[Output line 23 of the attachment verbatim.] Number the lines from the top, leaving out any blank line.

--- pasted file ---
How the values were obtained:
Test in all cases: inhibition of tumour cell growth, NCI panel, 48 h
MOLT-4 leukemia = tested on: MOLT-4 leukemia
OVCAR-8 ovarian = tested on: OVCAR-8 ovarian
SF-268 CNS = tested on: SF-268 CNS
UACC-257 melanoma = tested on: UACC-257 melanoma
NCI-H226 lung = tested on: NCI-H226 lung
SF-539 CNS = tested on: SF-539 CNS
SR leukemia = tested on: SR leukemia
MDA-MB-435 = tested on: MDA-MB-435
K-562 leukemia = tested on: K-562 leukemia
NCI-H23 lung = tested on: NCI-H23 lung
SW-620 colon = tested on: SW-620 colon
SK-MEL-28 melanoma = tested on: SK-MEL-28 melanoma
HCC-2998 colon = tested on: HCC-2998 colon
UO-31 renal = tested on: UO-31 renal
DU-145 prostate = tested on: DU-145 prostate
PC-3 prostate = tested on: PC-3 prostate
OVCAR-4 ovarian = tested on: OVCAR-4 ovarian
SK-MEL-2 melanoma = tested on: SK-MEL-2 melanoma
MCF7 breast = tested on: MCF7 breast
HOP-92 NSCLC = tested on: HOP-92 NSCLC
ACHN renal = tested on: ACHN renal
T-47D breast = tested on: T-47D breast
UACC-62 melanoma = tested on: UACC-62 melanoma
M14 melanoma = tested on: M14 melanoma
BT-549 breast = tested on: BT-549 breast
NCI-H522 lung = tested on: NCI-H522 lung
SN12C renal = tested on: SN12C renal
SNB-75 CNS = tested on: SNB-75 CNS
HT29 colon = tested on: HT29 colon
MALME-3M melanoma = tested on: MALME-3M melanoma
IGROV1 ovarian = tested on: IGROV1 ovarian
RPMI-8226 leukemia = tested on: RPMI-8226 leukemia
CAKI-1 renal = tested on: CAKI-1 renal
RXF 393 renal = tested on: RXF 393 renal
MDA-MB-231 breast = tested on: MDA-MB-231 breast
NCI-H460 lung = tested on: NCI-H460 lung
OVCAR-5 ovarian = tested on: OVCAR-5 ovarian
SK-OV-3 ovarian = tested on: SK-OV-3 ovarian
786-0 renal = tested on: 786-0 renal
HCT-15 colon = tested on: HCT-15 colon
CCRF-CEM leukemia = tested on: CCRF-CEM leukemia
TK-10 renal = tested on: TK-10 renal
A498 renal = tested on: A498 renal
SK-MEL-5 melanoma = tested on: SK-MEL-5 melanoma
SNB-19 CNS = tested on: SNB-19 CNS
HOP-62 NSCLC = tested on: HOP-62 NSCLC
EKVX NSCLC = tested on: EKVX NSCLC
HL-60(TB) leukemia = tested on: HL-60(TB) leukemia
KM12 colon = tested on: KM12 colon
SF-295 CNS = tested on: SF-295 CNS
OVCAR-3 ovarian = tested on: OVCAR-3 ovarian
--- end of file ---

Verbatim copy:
ACHN renal = tested on: ACHN renal